When I visited the ancient Roman city of Pompeii, I had a long list of things I wanted to see, but at the top were the workplaces of two women: Julia Felix and Murtis. Julia Felix, whose palatial property took up an entire city block in a busy part of town, was a star of the hospitality industry. She owned a private bathhouse, basically the modern equivalent of a fancy men’s club, as well as restaurants; she even rented out upscale rooms to wealthy visitors. Murtis was also a hospitality worker. She plied her wares across town at the city’s lupanar (brothel), offering customers everything from lunch and a shave, to sex and companionship.
Both women left their names on the city’s walls, which is why we know about them. Julia’s appears on a “for rent” sign that was preserved outside her property when Vesuvius erupted and buried Pompeii under a thick layer of volcanic ash. Murtis carved her name elegantly on one wall in the cramped lupanar hallway. “MURTIS * FELATRIS” she wrote, imitating the way Roman politicians’ names were engraved on the walls of the Forum, a single dot between their names and lofty titles like Rector provinciae (governor). Murtis’ chosen title translates roughly as “queen of the cocksuckers.”
Pompeii was a resort town for the rich and pleasure-seeking people of the Roman Empire at the turn of the first millennium CE. Women were integral to its economy and cultural life -- indeed, one of the city’s most sumptuous temples was dedicated to the African goddess Isis, whose cult leaders were all women. Venus was the city’s patron deity; her temple looked out over the beaches that made this place so attractive to tourists.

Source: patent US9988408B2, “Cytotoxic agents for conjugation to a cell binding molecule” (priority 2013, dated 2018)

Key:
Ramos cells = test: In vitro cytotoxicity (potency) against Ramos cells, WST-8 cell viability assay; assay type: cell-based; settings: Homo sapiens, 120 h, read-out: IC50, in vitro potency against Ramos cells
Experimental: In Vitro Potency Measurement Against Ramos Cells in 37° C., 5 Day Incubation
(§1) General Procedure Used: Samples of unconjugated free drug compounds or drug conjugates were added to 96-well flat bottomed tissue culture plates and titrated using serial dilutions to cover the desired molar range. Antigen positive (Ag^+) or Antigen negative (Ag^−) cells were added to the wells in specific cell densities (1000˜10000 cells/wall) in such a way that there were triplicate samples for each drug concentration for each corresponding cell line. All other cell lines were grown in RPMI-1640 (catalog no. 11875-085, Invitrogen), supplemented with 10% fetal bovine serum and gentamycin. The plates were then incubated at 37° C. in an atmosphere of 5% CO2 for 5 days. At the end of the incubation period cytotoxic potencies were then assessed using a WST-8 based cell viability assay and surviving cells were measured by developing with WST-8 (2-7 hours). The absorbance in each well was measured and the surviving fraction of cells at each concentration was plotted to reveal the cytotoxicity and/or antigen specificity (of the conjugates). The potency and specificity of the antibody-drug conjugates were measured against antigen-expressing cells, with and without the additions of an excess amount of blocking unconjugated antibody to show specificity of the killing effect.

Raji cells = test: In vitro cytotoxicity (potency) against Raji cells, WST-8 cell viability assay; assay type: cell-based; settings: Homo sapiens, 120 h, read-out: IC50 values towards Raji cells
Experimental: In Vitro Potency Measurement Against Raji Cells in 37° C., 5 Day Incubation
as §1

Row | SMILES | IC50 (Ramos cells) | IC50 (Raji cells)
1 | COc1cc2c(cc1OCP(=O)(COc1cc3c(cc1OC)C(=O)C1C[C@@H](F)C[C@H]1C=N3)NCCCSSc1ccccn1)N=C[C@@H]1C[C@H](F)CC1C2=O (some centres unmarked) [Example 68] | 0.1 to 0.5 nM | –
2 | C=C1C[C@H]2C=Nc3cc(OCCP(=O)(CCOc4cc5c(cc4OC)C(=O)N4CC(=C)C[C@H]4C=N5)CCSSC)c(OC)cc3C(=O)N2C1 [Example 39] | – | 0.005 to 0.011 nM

And yet before starting my research on Pompeii, I knew almost nothing about what women did in ancient Rome. In my college Latin class, we learned about only one real-life Roman woman: Clodia, a major figure in Cicero’s Pro Caelio, where the famous orator accuses her at great length of being a slut. Cicero, a reactionary politician, often opined about the nasty lifestyles of young people who preferred sex to war and he remains a conservative icon to this day. He had a huge vacation house in the suburbs of Pompeii, more than a century before Murtis lived there, but nobody is certain exactly where it was. Still, archaeologists talk about Cicero’s absent house more than they talk about Murtis’ visible signature on the walls of a still-standing lupanar.
Of course scholars talk about Cicero, you might say. He was a famous lawyer and politician whose great oratory in the Forum has been preserved for two thousand years. And Murtis? She was just a lowly sex worker. What’s important about that?